PS. This is fantastic. Thanks again @bep
This will be awesome. It seems the only bit missing would be something like PurgeCSS to remove all the unused stuff from the final css file. https://www.purgecss.com
Yes, you are right. And I really appreciate thefeed back on names – that is really easy to get wrong. I will bring up a better discussion about these next week.
Agreed. I think of typical JS build tools (that is, tools thag spit out JS) when I think of
dist and this isn’t doing anything with my script files.
assets makes more sense as a default, and in the end if it’s configurable in
config.*, you can change it to whatever you want anyways…
Wondering if this would instead be able to point to
css/main... rather than
scss/main... just as a means of convention (and since themes are scaffolded with a
css dir) @bep, but this is a pretty small detail regardless. Very excited to see this feature and all the cool bells and whistles you’ve mentioned above
Out of curiosity, is there plans to include Param keys in the Sass (or maybe it’s not even possible)? Something like
$primary: .Site.Params.primary_color would be really cool
I agree. But not in the first round. (at least I think not – I have a
resource.Template func (or something) in the plans that would enable this, but my plate is full as it is).
But you will still have lots of powers with the first release.
If you look at
And also think about the powerful theme components composition and inheritance support added recently, doing these overrides in the project with a “_variables.scss” overrides etc. is getting stuff done. Having that same colour as a variable in config.toml isn’t adding much.
Yes you are right, I noticed that myself, and have it in my very long “TODO list”.
Can’t wait tho
as always - awesome
thx for the hard work
Just dropping in a few thoughts… Trying not to be too cynical here but whatever.
assetsdirectory as a default will match Jekyll and make porting conceptually easier.
Where there is Sass there should also be Source Maps. IMO these should be delivered together.
Here are two useful Sass libraries I’ve used in the past: Susy, Breakpoint. I learned about both of them by studying Michael Rose’s code and I recommend anyone getting into Sass do the same as there’re heaps of old, unsupported Sass libs out there sure to cause some approaching Hugo grow some chest hair investigating.
Looking forward to getting my hands on this though I plan to keep cache busting at the server or CDN level (and out of the webapp) where it belongs.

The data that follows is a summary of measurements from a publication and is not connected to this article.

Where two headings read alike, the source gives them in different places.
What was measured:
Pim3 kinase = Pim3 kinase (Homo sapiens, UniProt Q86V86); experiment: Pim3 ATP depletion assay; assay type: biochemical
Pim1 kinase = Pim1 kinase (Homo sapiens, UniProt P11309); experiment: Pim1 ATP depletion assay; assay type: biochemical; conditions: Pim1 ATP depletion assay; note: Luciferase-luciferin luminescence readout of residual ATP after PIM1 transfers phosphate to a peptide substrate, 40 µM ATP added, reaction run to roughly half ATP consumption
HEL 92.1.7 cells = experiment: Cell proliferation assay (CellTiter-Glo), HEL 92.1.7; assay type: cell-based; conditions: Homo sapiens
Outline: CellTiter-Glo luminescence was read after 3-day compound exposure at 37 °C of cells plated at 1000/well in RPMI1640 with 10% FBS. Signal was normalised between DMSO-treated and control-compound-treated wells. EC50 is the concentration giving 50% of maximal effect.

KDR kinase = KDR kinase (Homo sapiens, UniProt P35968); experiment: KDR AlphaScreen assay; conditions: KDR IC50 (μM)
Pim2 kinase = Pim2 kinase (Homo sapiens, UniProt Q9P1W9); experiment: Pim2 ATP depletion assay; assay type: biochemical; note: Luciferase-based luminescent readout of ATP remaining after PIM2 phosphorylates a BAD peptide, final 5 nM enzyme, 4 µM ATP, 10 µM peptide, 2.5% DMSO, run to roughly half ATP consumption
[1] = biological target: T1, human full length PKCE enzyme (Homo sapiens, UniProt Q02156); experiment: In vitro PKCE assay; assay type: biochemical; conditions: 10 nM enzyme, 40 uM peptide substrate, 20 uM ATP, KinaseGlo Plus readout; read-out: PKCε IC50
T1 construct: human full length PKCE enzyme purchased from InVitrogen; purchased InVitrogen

If you start out a sentence with “not to too cynical …” … then you probably are.
This thread is going off topic fast, but I will just comment this: Fingerprinting and resource digesting is only partially about cache busting – and I’m not letting some random server in the cloud to do that job for me.
Back to the topic at hand, please use the
sass directory for
sass files. You know what they say about assets. Just kidding. Seriously though please use
sass k tks bye.
scss as well as
sass and this is about more than just one preprocessor, methinks, so
assets makes much more sense…
I like to see that Hugo evolves and grows that quickly. Also SASS/SCSS is probably something which will be used by many people, but honestly I’m hesitating a bit if I like it or not.
There are many great asset pipelines out there, which can compile SASS/SCSS and many other things along with it. Why make Hugo more complex with integrating SASS/SCSS instead of integrating existing solutions?
It’s not like I’m writing a SASS compiler here. This is a libsass integration. It is a very opniated choice, but I really want this, and judging by the response I have gotten after the announcement, I’m not alone.
And “integrating existing solutions” completely isn’t really possible. You will end up with with a half-baked solution:
- Only Hugo knows about the layered filesystem that is the project and the themes, so you would not get any SASS support in themes (think "_variables.scss overrides etc.)
- It would proably be much slower. Doing SCSS edits on a themed Bootstrap 4 and get reloads < 200 ms is something you have to experience.
Also, the SASS support is the “sales pitch” in all of this – but the main part here is a streaming chain of resources processors. I have deliberately named the SCSS step
ToCSS; we will eventually get some other – possibly a plugin format.
I have worked with setting up these asset pipelines in Gulp and similar. The clarity and simplicity of declaring this in one place, where it is used, is a clarity I’m willing to give up lots of flexibility to get. And then there are the obvious other benefits from having an integrated solution, like speed and inheritance from the virtual filesystems in Hugo.
That said, from the next version of Hugo we will provide a double set of binaries: One with and one without SASS. This is just because there may be OSes where we may not be able to support SASS from day one (there is work involved building this). But you can do the “prepare step”, so to speak, on a SASS-enabled Hugo, and then later use that source to build from a “leaner variant” on Netlify etc.
OK, so after some head scratching today, I got SASS source maps up and running and working in combo with Chrome Workspaces, and this is powerful combo. I say again: Hugo + SCSS + Chrome Workspaces makes a very powerful combo. Right click, inspect element, click on the relevant SCSS file, edit, cmd+save … rebuild/reload … Magic. All from inside Chrome. And with when you override SCSS files in project from the theme(s) it takes you to the correct file inside Chrome Very, very nice.